On Friday, representatives of more than 60 nations, gathered in Versailles, France, approved a new definition for the kilogram.
Since the 19th century, scientists have based their definition of the fundamental unit of mass on a physical object — a shining platinum iridium cylinder stored in a locked vault in the bowels of the International Bureau of Weights and Measures (BIPM) in Sevres, France. A kilogram was equal to the heft of this aging hunk of metal, and this cylinder, by definition, weighed exactly a kilogram. If the cylinder changed, even a little bit, then the entire global system of measurement had to change, too.
With Friday’s vote, scientists redefined the kilogram for the 21st century by tying it to a fundamental feature of the universe — a small, strange figure from quantum physics known as Planck’s constant, which describes the smallest possible unit of energy.
Thanks to Albert Einstein’s revelation that energy and mass are related, determining exactly how much energy is in that unit can let scientists define mass in terms of Planck’s constant — a value that should hold up across space and time — rather than relying on an inconstant metal cylinder. (Mass determines something’s weight, and for most purposes mass and weight are interchangeable.)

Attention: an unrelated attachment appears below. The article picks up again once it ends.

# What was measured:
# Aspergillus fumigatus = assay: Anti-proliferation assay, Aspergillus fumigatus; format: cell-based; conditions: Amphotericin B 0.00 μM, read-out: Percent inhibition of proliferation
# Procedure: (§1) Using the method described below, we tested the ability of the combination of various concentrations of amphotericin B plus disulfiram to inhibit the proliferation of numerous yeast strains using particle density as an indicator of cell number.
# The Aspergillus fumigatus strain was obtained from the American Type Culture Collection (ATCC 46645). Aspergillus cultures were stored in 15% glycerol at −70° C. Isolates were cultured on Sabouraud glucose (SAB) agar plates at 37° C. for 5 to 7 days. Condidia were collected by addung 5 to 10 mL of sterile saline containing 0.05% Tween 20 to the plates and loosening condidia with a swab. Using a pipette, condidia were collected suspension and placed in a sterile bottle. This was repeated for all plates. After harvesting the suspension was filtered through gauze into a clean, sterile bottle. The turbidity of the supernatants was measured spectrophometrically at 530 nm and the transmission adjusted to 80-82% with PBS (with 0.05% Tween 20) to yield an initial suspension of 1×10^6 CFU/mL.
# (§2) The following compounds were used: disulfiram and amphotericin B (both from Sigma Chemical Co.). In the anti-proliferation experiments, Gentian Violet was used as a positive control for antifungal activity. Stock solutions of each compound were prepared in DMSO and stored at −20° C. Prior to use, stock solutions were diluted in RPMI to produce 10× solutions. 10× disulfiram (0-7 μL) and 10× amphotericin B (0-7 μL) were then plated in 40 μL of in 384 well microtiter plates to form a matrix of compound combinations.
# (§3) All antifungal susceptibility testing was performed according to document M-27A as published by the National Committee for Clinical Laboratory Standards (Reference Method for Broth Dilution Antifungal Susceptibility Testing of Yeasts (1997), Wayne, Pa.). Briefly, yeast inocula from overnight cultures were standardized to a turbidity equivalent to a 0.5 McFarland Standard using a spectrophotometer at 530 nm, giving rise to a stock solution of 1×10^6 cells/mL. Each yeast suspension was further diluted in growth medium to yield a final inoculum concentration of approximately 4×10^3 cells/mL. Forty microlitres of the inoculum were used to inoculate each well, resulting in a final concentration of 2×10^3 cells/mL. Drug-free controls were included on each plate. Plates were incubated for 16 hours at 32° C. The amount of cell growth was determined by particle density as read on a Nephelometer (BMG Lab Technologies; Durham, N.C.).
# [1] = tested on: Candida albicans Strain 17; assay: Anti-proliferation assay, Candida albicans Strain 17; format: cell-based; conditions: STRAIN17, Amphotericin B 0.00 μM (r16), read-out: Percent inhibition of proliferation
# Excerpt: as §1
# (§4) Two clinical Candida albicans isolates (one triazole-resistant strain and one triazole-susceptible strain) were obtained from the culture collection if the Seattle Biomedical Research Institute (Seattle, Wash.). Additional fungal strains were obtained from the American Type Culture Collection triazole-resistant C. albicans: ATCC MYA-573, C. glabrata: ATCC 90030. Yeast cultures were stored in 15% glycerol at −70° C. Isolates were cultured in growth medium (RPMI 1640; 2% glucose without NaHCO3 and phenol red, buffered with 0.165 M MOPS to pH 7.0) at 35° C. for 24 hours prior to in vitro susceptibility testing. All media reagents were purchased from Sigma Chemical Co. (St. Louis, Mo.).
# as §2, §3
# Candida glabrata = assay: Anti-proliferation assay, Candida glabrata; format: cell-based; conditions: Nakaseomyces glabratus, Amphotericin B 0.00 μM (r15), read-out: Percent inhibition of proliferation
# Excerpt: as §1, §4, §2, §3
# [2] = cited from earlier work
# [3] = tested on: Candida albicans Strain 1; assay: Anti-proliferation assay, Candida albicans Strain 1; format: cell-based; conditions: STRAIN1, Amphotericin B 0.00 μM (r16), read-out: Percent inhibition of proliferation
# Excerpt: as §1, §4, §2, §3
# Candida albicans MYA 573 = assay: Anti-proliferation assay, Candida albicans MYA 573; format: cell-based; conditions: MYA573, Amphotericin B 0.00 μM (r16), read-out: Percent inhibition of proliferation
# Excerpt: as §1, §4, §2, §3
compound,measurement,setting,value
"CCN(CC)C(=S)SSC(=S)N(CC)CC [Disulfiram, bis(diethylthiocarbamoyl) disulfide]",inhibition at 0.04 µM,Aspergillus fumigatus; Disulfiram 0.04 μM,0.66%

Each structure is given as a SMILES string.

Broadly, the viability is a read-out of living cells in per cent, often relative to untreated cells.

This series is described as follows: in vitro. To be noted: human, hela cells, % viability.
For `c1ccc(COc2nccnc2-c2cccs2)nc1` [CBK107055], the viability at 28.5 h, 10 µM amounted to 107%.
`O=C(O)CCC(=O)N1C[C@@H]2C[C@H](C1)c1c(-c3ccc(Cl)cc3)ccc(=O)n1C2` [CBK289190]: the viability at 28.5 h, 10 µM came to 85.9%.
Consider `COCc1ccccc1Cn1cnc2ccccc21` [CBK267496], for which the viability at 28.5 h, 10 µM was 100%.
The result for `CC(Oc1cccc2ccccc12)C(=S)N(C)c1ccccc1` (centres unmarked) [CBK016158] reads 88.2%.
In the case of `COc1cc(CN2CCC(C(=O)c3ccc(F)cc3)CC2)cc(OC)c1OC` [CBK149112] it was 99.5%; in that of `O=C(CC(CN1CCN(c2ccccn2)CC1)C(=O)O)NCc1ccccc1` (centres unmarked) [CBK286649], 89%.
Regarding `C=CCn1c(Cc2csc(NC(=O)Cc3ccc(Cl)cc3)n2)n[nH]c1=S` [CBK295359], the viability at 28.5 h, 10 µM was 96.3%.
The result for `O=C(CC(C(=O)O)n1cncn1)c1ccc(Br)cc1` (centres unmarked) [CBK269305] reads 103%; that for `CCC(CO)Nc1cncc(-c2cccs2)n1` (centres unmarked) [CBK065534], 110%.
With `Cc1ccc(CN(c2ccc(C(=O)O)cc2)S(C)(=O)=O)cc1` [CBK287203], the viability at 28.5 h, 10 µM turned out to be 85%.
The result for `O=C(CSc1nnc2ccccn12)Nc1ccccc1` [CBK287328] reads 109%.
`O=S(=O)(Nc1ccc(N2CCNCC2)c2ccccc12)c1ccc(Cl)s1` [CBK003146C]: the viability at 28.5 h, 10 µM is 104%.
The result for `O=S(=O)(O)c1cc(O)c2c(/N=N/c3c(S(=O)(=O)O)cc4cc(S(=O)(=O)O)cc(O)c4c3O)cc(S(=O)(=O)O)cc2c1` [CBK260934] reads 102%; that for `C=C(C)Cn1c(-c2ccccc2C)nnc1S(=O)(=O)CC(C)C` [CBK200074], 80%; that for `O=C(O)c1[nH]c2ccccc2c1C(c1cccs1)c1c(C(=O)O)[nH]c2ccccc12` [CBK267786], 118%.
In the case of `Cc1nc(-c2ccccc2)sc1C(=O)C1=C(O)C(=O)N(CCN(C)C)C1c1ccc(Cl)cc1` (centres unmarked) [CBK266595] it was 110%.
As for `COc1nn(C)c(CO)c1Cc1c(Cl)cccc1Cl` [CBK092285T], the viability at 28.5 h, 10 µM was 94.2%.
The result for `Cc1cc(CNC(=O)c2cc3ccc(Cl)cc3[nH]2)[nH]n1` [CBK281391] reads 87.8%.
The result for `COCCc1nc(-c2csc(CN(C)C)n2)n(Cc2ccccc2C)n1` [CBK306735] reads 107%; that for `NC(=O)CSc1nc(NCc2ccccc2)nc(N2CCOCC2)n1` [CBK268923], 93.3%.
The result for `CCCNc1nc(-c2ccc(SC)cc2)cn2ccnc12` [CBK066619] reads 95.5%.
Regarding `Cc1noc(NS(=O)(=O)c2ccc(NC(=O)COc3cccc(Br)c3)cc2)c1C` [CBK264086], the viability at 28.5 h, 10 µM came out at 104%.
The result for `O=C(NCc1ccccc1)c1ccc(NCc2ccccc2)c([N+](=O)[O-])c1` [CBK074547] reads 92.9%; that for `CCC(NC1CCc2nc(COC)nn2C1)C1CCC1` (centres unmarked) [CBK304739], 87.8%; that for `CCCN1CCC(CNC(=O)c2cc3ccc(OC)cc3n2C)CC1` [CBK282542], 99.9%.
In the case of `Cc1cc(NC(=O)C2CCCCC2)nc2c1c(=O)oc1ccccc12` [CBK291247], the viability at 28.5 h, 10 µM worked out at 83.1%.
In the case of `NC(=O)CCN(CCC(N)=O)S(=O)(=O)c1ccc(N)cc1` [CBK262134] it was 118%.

The redefinition is the result of a decades-long, worldwide quest to measure Planck’s constant precisely enough that the number would stand up to scientific scrutiny.
Though the newly defined kilogram won’t affect your bathroom scale, it will have practical applications in research and industries that depend on meticulous measurement.
The Planck length is the scale at which classical ideas about gravity and space-time cease to be valid, and quantum effects dominate. This is the quantum of length, the smallest measurement of length with any meaning.
And roughly equal to 1.6 x 10-35 m or about 10-20 times the size of a proton.
The Planck time is the time it would take a photon travelling at the speed of light to across a distance equal to the Planck length. This is the quantum of time, the smallest measurement of time that has any meaning, and is equal to 10-43 seconds. No smaller division of time has any meaning. With in the framework of the laws of physics as we understand them today, we can say only that the universe came into existence when it already had an age of 10-43 seconds.
Science, advancing at 1.6 x 10-35 meters at a time. A very short time, though.
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